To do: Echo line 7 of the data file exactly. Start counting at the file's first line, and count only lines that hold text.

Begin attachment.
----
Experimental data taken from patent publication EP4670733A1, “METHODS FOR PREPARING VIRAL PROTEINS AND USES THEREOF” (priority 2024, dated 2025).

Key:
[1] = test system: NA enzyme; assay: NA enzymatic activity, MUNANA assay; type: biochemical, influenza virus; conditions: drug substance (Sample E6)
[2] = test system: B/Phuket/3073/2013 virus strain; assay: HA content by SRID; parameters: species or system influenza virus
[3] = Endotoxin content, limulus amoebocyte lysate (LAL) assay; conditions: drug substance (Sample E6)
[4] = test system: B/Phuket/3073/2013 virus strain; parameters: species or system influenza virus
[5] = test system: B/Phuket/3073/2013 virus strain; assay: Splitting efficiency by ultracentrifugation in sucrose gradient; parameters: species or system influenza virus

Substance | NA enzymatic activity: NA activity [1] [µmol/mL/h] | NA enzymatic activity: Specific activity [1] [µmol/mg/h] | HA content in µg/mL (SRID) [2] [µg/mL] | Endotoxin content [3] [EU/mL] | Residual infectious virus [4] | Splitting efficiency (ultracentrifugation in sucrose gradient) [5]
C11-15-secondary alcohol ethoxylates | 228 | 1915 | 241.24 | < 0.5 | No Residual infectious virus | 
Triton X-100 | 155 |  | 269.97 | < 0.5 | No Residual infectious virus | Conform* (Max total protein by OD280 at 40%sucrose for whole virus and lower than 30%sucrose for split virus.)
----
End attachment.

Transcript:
[5] = test system: B/Phuket/3073/2013 virus strain; assay: Splitting efficiency by ultracentrifugation in sucrose gradient; parameters: species or system influenza virus